A Personal Exploration
Denham’s internal exploration, aided by poetry and letters and images, offers us a portrait of one man’s attempt to practice revolutionary love in response to murder. Wrestling with grief over the killing of a boy he loved as a son, Denham confronts his own impulses to condemn the ones who murdered him. With the courage to perform “open-heart surgery” on himself, Denham returns again and again to restorative justice as the only way forward. A solemn read, a quiet contemplation, a hopeful longing, What Is Justice? is a respite for anyone committed to labors of love and justice.
Wrestling with grief over the killing of a boy he loved as a son, Denham confronts his own impulses to condemn the ones who murdered him. With the courage to perform “open-heart surgery” on himself, Denham returns again and again to restorative justice as the only way forward. A solemn read, a quiet contemplation, a hopeful longing, What Is Justice? is a respite for anyone committed to labors of love and justice.
Valarie Kaur, Founder of the Revolutionary Love Project
There is a murder; there is a pending “execution.” There are victims and there are perpetrators. Into the midst of these deep contradictions, Bill Denham plunges with his honest, searing, hope-filled poetry. He dares to imagine that we are all bound together in this human crisis as one. We are not “over-against”; we are rather “with” and “belonging to.” That solidarity evokes compassion that presses toward restorative justice and away from revenge. Denham sees that it “falls to me” to do justice. Indeed, it “falls to me” and you and you and you. Those who enter Denham’s world of poetic imagination may be called to care in transformative ways. It is his hope. Indeed, it is our hope!
Walter Brueggemann, Columbia Theological Seminary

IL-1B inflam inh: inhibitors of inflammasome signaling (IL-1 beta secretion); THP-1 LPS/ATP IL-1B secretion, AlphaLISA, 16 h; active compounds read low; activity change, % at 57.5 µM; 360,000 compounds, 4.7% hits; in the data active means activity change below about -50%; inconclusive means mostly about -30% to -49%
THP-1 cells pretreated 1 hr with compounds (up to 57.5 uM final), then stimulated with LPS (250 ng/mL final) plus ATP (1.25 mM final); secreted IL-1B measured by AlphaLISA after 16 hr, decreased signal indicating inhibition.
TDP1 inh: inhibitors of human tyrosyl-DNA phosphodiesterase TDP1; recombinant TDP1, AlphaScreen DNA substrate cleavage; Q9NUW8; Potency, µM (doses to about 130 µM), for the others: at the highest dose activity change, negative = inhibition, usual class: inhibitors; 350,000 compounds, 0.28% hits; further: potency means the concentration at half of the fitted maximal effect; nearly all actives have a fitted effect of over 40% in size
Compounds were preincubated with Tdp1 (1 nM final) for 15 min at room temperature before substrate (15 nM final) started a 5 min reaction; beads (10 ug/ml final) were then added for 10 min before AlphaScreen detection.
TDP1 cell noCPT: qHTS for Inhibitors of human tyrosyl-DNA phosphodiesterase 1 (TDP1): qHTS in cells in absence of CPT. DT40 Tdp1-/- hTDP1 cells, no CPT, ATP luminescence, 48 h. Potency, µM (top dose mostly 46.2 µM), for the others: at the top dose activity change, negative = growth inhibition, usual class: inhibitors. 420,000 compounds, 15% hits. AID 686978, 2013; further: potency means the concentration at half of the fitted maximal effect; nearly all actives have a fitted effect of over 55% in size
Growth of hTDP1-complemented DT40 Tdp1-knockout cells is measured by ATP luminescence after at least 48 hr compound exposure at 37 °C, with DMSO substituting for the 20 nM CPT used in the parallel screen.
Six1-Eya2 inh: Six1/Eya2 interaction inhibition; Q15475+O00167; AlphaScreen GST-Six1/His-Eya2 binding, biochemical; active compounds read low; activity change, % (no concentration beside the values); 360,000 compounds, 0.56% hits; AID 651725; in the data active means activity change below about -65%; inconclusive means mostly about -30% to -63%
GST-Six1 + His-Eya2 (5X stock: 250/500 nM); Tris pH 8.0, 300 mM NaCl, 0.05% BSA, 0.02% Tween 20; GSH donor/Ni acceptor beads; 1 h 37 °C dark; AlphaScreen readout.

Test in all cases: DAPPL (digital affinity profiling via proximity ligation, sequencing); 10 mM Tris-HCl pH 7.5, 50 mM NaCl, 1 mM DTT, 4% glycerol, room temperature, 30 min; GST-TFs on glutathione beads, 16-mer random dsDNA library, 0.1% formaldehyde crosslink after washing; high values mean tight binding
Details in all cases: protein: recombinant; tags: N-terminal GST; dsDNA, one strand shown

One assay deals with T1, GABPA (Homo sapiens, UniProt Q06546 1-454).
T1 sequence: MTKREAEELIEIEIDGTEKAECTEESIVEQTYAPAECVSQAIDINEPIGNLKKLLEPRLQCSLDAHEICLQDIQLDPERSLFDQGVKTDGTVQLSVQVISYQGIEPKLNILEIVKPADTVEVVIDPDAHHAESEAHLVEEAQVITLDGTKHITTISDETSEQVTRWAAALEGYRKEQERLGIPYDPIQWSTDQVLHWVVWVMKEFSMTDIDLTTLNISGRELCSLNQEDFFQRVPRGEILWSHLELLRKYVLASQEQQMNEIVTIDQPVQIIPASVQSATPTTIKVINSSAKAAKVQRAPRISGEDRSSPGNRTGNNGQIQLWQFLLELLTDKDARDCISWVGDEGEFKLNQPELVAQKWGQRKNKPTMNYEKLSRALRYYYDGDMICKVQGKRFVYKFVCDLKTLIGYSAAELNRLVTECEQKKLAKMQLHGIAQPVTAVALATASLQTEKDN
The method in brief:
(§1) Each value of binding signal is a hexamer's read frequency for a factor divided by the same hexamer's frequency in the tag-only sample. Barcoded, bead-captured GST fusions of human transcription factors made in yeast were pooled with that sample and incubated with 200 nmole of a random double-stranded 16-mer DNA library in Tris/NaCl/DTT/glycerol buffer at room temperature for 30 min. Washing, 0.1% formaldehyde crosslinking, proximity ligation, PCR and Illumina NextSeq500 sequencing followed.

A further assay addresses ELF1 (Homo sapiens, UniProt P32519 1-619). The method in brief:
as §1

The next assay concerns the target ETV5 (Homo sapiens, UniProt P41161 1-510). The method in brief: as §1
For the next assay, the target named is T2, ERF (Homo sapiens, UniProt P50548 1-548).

What does it mean to love our enemies? I know of no better answer in our time than the care Bill Denham shows the men who killed his stepson. With vulnerability and courage, he uses a poet’s ear and a prophet’s eye to redefine justice. His story moved me deeply.
Bruce Murphy, retired as President at Northwestern College, a former Pastor at La Jolla Presbyterian Church and Bethany Presbyterian Church
Bill Denham has given us a gift in a few short pages. As he shares his experience of losing someone he loves to violent death, he invites us to accompany him as he searches his own heart and enters as he can into another’s experience. The insights he gathers into his poetry, prose, and the quotations he incorporates challenge us to do the hard work of subverting the systems that numb us by learning compassion for the other.
Becky Ankeny, Ph.D., Recorded minister in Sierra-Cascades Yearly Meeting of Friends
After the 2008 gang-related murder of his stepson, Bill Denham embarked on ten years of deep and profoundly revealing self-examination. This book is a compelling account of the results of that questioning. Here, in both prose and poems, Denham voices an impassioned plea for replacing our retributive justice system with restorative justice. Avowing that true justice “must come from an honest and humble place,” he bears wise and eloquent witness to “the excruciatingly hard work of forgiveness and reconciliation.”
Paulann Petersen, Oregon Poet Laureate Emerita
Available from Fernwood Press: http://www.fernwoodpress.com/2019/04/01/what-is-justice/
Available from Barclay Press: http://www.barclaypressbookstore.com/What-Is-Justice.html